The type of worms that cause disease in our horses have developed resistance to lots of the chemical horse wormers available. Using faecal worm egg counts (FWEC) in conjunction with horse wormers means that your horse or pony will only have the chemicals that they actually need, thus helping to reduce the incidence of resistance.
Although only 20% of horses have worms, over 80% are still being wormed.
FWECs can be used to assess whether a horse has a worm burden that requires worming treatment. They can also be used to monitor the effectiveness of a particular treatment and should be a routine part of a horse’s worming programme.
What is a faecal worm egg count?
A sample of your horse or ponies faeces is viewed under a microscope to see whether any worm eggs are present in the dung. FWEC are generally performed at regular intervals through the grazing season (April-October).
Will a faecal worm egg count identify all horse worms?
A FWEC will only show up the eggs from the worms that lay eggs as part of their lifecycle. This does not include pin worm, bots and tapeworm. In addition, a FWEC will not be able to identify immature worms that are not laying eggs and cannot identify the encysted small redworm.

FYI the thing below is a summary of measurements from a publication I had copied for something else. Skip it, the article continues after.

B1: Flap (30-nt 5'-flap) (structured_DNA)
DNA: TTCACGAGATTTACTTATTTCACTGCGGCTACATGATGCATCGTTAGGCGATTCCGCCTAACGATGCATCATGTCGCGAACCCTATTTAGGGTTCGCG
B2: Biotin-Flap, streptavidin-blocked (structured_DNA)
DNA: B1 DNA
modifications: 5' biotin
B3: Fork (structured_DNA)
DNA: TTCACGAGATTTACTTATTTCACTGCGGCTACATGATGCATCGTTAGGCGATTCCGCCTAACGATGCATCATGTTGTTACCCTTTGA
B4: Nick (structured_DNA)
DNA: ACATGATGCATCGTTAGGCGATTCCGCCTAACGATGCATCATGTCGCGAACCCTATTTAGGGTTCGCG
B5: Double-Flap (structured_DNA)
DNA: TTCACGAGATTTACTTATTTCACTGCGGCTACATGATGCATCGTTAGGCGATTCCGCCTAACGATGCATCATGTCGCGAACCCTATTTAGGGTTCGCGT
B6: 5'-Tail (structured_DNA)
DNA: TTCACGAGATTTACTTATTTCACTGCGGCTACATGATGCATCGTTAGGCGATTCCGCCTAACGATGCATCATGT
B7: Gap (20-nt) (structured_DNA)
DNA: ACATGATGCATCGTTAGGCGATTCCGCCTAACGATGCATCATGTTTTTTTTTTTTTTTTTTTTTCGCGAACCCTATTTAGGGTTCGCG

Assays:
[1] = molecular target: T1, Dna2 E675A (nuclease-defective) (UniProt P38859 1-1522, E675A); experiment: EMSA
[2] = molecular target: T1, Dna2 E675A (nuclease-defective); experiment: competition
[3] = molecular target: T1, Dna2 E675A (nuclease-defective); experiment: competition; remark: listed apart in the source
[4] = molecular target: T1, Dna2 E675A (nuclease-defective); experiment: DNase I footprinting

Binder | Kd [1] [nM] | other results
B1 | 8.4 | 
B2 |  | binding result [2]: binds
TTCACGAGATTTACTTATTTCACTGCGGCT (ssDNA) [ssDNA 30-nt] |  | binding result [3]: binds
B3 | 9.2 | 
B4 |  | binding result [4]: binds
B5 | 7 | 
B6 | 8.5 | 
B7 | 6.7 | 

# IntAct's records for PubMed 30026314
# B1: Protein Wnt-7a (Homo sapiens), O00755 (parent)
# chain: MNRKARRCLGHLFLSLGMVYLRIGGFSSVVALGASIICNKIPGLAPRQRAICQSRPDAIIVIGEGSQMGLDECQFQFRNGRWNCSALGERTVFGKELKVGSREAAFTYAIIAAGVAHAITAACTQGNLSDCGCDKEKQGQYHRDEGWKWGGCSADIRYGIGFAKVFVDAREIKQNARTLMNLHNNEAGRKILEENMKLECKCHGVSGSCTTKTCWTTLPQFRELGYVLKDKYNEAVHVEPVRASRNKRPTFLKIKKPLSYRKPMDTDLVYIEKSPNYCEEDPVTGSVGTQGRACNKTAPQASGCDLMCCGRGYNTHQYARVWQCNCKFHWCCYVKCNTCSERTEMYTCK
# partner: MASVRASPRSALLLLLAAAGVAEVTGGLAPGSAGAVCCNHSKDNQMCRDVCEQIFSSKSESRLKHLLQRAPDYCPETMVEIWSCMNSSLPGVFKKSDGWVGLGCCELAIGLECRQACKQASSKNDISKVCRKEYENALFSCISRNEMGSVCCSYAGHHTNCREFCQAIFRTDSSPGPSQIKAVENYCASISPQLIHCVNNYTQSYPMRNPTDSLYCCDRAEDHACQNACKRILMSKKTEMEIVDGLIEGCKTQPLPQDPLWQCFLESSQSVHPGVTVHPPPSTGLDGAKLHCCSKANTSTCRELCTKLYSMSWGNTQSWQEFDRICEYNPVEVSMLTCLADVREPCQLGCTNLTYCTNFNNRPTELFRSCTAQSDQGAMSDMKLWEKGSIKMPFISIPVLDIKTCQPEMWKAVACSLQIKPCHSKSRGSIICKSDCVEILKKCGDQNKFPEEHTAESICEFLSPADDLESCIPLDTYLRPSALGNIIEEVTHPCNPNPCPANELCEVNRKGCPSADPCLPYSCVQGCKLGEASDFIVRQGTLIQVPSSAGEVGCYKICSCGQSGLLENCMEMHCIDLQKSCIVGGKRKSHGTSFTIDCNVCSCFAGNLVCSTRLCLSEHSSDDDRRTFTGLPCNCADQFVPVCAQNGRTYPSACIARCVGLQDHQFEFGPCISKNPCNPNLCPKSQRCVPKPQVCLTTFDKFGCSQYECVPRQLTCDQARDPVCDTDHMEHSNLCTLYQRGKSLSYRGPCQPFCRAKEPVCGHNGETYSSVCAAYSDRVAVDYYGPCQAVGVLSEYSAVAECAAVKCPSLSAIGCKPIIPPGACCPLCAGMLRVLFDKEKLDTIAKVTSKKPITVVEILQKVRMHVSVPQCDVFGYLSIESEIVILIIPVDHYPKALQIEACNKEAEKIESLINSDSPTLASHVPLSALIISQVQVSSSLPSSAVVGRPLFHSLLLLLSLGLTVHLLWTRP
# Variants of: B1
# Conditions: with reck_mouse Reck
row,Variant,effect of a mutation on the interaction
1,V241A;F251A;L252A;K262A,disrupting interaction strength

What does a clear result mean?
It means that there are no worm eggs in the sample of faeces that you have sent for analysis. It does not mean that your horse does not have worms.The worm life cycle includes many larvicidal stages that are not detected by faecal egg counting and some worms do not produce eggs. It is therefore very important that horses are still treated for encysted redworm, tapeworm and bots at the appropriate time of year.
Faecal worm egg counts should form part of a tailored horse worming programme and advice should be sought from your vet about the results and when treatment is required.